Potential problems I’ve noticed in this post and/or the article include: (1) relatively few or no studies of psychodynamic therapy vs. CBT have been conducted for most MH problems, yet they suggest both approaches are equally effective for all issues, (2) they ignore the many psychological problems for which CBT has proven efficacy and psychodynamic therapy has little or none, (3) they ignore the patently pseudoscientific nature of psychodynamic theories (e.g., assuming in the absence of any evidence present-day problems are caused by repressed childhood unconscious conflicts), (4) many of the studies in this meta-analysis compare psychodynamic therapy to suboptimal forms of CBT, typically in studies conducted by psychodynamic proponents who did not collaborate with CBT researchers who could help ensure a proper test vs. the best available CBT intervention, and (5) because psychodynamic therapy takes so long, the usual manner in which researchers conduct comparative trials is to make CBT last much longer than necessary in order to equate the approaches in number of sessions. Case in point, standard CBT for panic disorder is generally conducted in 12-session trials, though studies show it works just as well in 5 sessions. But in the Milrod et al. 2016 study, CBT was stretched to twice its normal length (19-24) sessions just so it could be compared to psychodynamic therapy. No CBT scientist/clinician I know takes this study seriously or would be caught dead delivering CBT this way, yet psychodynamic folks use it as evidence their approach is just as good.
Thanks to Brett Deacon for responding appropriately to this unfortunate post / link – your time, wisdom and academic rigor is greatly appreciated. Warmly Rob Purssey (ACT therapist and psychiatrist)
A quick google search and I find two articles on this, one saying CBT is no better than other forms of therapy, the other saying that it is for anxiety and depression and possible other forms of distress.
You pays your money and you takes your choice.
Unless you have the skills and time to in detail analyse the two articles and write up fair critiques of either.
Here are the links
http://www.sciencedirect.com/science/article/pii/S027273581300007X – says no difference
https://www.ncbi.nlm.nih.gov/pubmed/20547435 – says CBT probably better, at least for anxiety and depression.
Personally I found not being in dire poverty and being part of a supportive community helped more than anything.
Psychodynamical therapy has extreme amount of clinical information about schizophrenia. Basically, psychodynamists worked with schizophrenics extremely closely and gave pretty meaningful albeit noisy explanation of the illness.
I can’t let go of feeling how much things clicks when you read old psychodynamic stuff. I’m now going through ‘Schizoid Phenomena, Object-relations and the Self’, and sometimes you need to skip all the libido interpretations but it gives clear easy to grasp framework on what caused psychosis what is the structure of psychosis and what cases relapse.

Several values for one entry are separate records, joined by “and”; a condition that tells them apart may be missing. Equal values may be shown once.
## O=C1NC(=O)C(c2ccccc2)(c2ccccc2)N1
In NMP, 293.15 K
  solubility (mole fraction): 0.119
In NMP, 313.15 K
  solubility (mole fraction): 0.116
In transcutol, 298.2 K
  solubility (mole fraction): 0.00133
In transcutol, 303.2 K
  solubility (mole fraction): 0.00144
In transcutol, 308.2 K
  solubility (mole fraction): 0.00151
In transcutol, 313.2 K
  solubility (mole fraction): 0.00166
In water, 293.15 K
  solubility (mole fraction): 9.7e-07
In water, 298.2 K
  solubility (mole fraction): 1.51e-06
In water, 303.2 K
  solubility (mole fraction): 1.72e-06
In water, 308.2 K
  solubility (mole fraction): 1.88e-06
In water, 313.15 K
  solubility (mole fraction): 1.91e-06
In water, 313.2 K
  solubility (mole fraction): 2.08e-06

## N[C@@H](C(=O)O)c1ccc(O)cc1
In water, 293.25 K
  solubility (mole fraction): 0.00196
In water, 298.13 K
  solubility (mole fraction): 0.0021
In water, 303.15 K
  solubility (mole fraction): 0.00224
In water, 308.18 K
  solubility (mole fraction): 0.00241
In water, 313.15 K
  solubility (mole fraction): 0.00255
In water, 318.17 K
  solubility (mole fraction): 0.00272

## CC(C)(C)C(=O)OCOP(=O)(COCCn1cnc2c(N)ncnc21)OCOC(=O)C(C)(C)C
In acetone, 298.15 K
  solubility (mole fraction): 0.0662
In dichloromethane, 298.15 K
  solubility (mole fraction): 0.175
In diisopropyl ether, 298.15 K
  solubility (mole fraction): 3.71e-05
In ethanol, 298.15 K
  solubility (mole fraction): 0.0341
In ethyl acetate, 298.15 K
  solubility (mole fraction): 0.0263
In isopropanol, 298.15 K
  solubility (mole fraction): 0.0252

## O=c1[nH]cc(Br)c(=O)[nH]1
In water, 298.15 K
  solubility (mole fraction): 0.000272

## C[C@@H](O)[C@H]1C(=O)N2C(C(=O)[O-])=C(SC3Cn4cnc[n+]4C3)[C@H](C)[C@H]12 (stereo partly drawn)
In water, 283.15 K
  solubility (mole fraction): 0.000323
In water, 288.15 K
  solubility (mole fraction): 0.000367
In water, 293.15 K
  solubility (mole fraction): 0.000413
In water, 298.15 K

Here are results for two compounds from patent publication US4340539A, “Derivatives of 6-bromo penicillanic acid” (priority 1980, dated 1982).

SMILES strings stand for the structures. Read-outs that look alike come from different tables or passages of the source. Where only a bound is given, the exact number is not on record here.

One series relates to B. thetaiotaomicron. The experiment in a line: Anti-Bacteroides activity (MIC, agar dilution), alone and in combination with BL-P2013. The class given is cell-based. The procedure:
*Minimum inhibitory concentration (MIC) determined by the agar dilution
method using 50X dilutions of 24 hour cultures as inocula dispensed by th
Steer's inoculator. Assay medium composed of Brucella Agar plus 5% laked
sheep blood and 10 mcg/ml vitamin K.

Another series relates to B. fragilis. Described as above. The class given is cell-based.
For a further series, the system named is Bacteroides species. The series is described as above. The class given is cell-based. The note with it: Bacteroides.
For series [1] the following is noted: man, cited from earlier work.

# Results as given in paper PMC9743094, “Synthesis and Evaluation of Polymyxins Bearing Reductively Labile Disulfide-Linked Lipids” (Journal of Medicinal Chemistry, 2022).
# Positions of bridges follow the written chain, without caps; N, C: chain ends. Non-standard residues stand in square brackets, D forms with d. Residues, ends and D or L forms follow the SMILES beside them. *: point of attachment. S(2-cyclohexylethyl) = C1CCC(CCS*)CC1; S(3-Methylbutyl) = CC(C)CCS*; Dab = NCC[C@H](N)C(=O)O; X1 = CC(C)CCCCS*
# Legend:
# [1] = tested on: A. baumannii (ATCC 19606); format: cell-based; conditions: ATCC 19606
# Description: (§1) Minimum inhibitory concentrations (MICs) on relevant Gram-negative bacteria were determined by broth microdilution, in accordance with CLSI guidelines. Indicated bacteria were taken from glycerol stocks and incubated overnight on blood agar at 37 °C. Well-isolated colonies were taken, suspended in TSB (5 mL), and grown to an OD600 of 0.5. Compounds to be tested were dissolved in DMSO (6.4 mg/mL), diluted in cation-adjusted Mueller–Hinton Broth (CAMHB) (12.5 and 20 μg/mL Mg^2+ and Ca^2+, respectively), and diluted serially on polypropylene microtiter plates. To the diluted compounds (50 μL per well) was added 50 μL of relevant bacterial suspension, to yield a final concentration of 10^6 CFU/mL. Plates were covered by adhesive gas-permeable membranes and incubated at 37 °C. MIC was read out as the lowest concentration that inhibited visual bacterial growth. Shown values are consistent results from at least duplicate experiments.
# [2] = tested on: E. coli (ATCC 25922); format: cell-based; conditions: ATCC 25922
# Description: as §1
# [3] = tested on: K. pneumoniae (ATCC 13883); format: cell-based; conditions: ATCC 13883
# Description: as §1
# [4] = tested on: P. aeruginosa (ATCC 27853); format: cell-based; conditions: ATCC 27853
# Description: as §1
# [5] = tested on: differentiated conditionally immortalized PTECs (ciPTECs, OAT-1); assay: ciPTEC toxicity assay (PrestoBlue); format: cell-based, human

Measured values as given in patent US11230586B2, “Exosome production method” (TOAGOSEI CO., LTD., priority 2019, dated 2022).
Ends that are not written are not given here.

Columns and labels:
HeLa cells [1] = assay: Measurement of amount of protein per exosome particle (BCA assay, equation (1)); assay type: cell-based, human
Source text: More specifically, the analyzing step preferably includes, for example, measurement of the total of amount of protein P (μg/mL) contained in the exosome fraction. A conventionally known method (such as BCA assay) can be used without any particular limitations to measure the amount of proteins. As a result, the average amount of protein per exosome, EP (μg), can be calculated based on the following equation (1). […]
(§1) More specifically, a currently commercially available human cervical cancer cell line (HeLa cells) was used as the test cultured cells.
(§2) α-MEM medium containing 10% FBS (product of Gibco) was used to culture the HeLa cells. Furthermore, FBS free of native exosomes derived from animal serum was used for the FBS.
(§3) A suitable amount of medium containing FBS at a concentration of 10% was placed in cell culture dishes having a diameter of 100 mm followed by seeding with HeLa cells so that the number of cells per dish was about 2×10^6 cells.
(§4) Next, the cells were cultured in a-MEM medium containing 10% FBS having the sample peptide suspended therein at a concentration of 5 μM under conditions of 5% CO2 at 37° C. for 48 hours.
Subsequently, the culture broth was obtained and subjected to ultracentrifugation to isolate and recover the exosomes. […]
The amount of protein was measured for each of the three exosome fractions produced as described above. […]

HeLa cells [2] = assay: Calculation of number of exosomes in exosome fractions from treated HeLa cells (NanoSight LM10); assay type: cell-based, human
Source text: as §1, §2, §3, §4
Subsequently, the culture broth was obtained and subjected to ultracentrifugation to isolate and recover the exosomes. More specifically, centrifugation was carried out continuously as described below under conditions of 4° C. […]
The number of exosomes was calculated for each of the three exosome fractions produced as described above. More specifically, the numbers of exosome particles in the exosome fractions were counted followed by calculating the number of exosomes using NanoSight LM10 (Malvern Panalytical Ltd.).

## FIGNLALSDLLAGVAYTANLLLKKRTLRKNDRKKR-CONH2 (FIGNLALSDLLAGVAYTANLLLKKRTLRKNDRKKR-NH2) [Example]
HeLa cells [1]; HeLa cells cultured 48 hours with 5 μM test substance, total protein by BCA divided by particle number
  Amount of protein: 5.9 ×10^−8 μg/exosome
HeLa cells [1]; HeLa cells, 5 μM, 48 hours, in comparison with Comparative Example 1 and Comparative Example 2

Was incredibly useful read for me. I believe Matt Stevenson also mentioned a lot of psychodynamical works in his article on schizophrenia-recovery. Also many of isps.org books are psychodynamical in nature.
So I would recommend at least take a look if you are affected by psychosis. Pretty interesting read. When you affected by psychosis you take ‘whatever works’ approach.
That’s odd. I thought that delusions were an attempt to find meaning in the perceptual changes that were the indicator of a “schizophrenic” state; e.g., that delusions about being watched came from the sensations of being watched or spied upon, particularly when combined with the “audios”, particularly of voices talking about or to you. In any case, the changes came first, followed by the ideation. This is the reason the ideas are so persistent- sufferers are asked to deny the “real” evidence of their own senses.
After psychotherapy it’s clicked and I realised that there never were ‘random awful sudden changes’. The whole psychotic experience was pretty understandable and explainable.
I could only recommend the book ‘Schizoid phrenomena, object-relationships and self’ which is basically the psychoanalytical masterpiece if you’re interested.
Bollos work ‘The enigma of schizophrenia’ is also good
CBT / Psychodynamic Psychotherapy for “schizophrenia” – but how could anyone talk to a mad person? Obviously the “person” wouldn’t be all that mad If they could communicate and benefit from Psychotherapy.
I’ve used “CBT” and “Mindfulness” and “Buddhist Meditation” and they provided me with effective long term solutions.
(My situation at the time was fairly “homogenous”. I’d come off disabling and suicidal neuroleptics and I was having a lot of difficulty keeping my head together).
You aren’t alone, Fiachra. Freud believed psychoanalysis was definitely a no-no for treating psychotic individuals.